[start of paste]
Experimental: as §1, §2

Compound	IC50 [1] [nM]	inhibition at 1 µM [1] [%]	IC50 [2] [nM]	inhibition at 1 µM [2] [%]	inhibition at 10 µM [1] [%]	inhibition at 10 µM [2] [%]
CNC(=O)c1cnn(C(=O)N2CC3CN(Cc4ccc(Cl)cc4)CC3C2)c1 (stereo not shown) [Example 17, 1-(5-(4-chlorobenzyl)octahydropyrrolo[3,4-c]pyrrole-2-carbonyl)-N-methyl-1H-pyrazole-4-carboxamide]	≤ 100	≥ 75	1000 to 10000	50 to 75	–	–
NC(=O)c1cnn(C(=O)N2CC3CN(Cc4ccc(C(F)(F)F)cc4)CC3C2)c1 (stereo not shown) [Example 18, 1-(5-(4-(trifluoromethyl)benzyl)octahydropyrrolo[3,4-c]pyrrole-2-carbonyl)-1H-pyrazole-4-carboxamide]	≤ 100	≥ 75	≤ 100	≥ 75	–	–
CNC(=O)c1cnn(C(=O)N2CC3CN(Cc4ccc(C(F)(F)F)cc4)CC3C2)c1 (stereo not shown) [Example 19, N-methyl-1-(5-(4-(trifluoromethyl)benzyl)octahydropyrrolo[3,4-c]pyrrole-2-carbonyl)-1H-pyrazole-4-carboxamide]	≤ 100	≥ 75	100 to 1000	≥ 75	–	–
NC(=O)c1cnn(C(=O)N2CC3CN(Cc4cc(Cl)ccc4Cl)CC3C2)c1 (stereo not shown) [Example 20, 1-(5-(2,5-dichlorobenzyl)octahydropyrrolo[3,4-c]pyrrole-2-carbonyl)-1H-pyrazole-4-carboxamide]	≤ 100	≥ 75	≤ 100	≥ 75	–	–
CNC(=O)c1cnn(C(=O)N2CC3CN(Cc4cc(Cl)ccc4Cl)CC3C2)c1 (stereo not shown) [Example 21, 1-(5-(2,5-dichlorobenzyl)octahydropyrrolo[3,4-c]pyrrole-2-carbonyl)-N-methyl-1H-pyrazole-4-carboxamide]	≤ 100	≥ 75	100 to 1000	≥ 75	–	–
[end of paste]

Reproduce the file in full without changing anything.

Experimental: as §1, §2

Compound	IC50 [1] [nM]	inhibition at 1 µM [1] [%]	IC50 [2] [nM]	inhibition at 1 µM [2] [%]	inhibition at 10 µM [1] [%]	inhibition at 10 µM [2] [%]
CNC(=O)c1cnn(C(=O)N2CC3CN(Cc4ccc(Cl)cc4)CC3C2)c1 (stereo not shown) [Example 17, 1-(5-(4-chlorobenzyl)octahydropyrrolo[3,4-c]pyrrole-2-carbonyl)-N-methyl-1H-pyrazole-4-carboxamide]	≤ 100	≥ 75	1000 to 10000	50 to 75	–	–
NC(=O)c1cnn(C(=O)N2CC3CN(Cc4ccc(C(F)(F)F)cc4)CC3C2)c1 (stereo not shown) [Example 18, 1-(5-(4-(trifluoromethyl)benzyl)octahydropyrrolo[3,4-c]pyrrole-2-carbonyl)-1H-pyrazole-4-carboxamide]	≤ 100	≥ 75	≤ 100	≥ 75	–	–
CNC(=O)c1cnn(C(=O)N2CC3CN(Cc4ccc(C(F)(F)F)cc4)CC3C2)c1 (stereo not shown) [Example 19, N-methyl-1-(5-(4-(trifluoromethyl)benzyl)octahydropyrrolo[3,4-c]pyrrole-2-carbonyl)-1H-pyrazole-4-carboxamide]	≤ 100	≥ 75	100 to 1000	≥ 75	–	–
NC(=O)c1cnn(C(=O)N2CC3CN(Cc4cc(Cl)ccc4Cl)CC3C2)c1 (stereo not shown) [Example 20, 1-(5-(2,5-dichlorobenzyl)octahydropyrrolo[3,4-c]pyrrole-2-carbonyl)-1H-pyrazole-4-carboxamide]	≤ 100	≥ 75	≤ 100	≥ 75	–	–
CNC(=O)c1cnn(C(=O)N2CC3CN(Cc4cc(Cl)ccc4Cl)CC3C2)c1 (stereo not shown) [Example 21, 1-(5-(2,5-dichlorobenzyl)octahydropyrrolo[3,4-c]pyrrole-2-carbonyl)-N-methyl-1H-pyrazole-4-carboxamide]	≤ 100	≥ 75	100 to 1000	≥ 75	–	–